hide You are viewing an archived web page collected at the request of University of Alberta using Archive-It. This page was captured on 16:14:07 Dec 08, 2010, and is part of the HCF Alberta Online Encyclopedia collection. The information on this web page may be out of date. See All versions of this archived page. Loading media information
Heritage Community Foundation Presents
Alberta Online Encyclopedia
Missions and Related Sites

              Home   /   Sitemap   /   About   /   Partners   /   Mission Era Timeline   /   Research Corner   /

Heritage Community Foundation

Lac La Biche

Mountain House

Lac Ste. Anne

St. Albert

Our Lady of
Peace Mission

Slave Lake


To Listen to the Heritage Trails, you need Real Player, available free from
  Real Networks.
Download the Free Real Player!

Heritage Trails - Presented by CKUA  Women in Place Names: Lac Ste. Anne
Listen | Read

Originally known by the Aboriginal community as Manito Sakahigan or "Lake of the Spirit,"  Lac Ste Anne - WaterLac Ste. Anne received its current designation in 1844 from Oblate Jean-Baptiste Thibault, who named the lake for his patron Ste. Anne de Beaupré, the mother of Mary.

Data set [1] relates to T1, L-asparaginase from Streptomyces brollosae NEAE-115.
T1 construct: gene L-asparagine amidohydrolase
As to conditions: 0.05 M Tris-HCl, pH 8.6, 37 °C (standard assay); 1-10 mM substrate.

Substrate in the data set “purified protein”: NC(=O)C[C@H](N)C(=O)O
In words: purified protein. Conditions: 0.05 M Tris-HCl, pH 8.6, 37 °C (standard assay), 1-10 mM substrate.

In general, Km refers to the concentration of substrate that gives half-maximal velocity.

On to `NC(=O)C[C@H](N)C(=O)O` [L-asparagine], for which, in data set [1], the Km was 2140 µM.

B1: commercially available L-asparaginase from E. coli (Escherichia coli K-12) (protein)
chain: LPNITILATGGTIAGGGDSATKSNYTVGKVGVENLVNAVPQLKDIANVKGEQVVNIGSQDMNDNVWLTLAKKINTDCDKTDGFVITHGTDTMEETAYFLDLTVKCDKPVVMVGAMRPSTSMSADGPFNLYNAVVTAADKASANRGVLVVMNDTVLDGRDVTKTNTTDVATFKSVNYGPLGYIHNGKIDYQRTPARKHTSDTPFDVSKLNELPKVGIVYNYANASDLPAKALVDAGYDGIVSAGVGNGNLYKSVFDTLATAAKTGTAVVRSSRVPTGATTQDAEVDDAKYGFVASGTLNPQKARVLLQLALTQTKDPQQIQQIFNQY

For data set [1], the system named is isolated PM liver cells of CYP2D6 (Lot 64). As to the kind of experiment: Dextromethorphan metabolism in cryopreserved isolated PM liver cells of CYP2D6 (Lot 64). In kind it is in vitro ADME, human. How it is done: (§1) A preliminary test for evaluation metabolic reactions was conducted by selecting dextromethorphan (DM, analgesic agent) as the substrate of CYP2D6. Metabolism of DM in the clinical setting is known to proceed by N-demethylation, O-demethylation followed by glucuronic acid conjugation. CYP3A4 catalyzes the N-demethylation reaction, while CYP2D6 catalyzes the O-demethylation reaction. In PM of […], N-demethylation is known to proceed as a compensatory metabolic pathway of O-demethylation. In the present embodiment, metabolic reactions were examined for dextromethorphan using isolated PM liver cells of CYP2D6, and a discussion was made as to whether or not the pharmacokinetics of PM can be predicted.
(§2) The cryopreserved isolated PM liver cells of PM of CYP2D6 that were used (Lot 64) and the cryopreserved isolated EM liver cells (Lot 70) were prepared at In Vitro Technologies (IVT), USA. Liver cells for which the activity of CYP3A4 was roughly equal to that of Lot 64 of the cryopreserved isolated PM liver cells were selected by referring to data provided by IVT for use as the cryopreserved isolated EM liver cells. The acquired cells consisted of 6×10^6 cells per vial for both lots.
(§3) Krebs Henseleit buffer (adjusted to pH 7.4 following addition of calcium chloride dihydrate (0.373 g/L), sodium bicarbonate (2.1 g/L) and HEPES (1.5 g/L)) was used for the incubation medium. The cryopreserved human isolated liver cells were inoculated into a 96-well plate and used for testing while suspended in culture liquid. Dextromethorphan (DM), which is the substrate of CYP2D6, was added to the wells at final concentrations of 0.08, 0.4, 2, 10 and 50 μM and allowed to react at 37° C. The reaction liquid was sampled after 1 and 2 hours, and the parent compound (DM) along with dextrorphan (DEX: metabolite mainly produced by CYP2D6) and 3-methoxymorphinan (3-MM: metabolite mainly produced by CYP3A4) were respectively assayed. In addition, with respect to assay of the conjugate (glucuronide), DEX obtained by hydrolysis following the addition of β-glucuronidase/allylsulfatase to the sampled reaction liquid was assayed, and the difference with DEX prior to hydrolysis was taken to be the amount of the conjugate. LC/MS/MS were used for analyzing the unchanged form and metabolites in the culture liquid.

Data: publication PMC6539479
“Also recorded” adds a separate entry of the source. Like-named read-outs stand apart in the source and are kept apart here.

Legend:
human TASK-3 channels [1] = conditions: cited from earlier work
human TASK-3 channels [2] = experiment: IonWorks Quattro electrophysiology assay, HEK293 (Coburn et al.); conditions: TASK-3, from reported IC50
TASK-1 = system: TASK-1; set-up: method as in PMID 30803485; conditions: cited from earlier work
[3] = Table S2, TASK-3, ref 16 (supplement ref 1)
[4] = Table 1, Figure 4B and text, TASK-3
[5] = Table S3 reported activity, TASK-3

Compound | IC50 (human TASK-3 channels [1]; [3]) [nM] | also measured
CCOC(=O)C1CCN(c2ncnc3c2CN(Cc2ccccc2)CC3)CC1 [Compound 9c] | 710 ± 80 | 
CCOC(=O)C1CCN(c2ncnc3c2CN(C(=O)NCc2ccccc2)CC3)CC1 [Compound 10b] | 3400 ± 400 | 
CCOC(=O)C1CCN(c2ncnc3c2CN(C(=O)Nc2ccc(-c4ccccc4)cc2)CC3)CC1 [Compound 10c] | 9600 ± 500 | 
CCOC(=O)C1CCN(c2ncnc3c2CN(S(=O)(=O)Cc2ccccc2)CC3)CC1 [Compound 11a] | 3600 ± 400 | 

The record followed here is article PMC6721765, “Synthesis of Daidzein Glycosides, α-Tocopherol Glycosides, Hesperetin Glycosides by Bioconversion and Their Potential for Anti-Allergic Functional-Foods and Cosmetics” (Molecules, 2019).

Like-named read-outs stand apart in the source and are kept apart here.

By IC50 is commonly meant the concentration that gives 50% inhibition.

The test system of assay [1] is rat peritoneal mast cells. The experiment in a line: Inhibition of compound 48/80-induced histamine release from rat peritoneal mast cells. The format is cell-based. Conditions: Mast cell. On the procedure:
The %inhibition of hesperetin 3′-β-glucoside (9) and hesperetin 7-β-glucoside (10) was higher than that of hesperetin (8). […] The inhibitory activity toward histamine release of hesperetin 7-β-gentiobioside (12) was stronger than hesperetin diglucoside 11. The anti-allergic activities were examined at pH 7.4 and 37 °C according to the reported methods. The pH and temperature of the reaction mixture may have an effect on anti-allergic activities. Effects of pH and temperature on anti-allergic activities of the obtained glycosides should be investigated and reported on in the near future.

Thibault chose Lac Ste. Anne for a mission site because of the surrounding population of Métis and French-speaking, Roman Catholic settlers. As well, located approximately 75 kilometres northwest of present-day Edmonton, the new mission was a substantial distance from the nearest Hudson's Bay Company post, which gave it a degree of independence that was supported by fish and game resources and soil considered suitable for agriculture.

Lac Ste Anne PaintingIn1852 Albert Lacombe replaced an ailing Thibault at Lac Ste. Anne and quickly devoted his energy to organizing a farming venture for the nearby Métis. Lots were measured out and the necessary tools and supplies were brought in. Despite these efforts, however, the endeavour failed-there were early frosts, the soil was disappointing, and extensive forests had to be cleared. Moreover, farming was not the traditional occupation of the Métis, and they were little inclined to adopt a new lifestyle.

Lacombe, nevertheless, diligently continued his work at Lac Ste. Anne and, as the years passed, was joined by additional Oblate missionaries, including Father Réne Rémas, which allowed him to increasingly travel to the outlying regions and widen his ministry. As well, in 1859 three Grey Nuns-Sister Emery, Sister Adèle Lamy and Sister Alphonse-and a female Métis interpreter joined the Oblate fathers to support and broaden the missionary effort.

Heritage Trails - Presented by CKUA Ethnic Roots: Francophone Oblate Missionaries
  Listen | Read

Ethnic Roots: Métis
  Listen | Read

Albertasource.ca | Contact Us | Partnerships
            For more on Methodism and Methodist settlement in Alberta, visit Peel’s Prairie Provinces.
Copyright © Heritage Community Foundation All Rights Reserved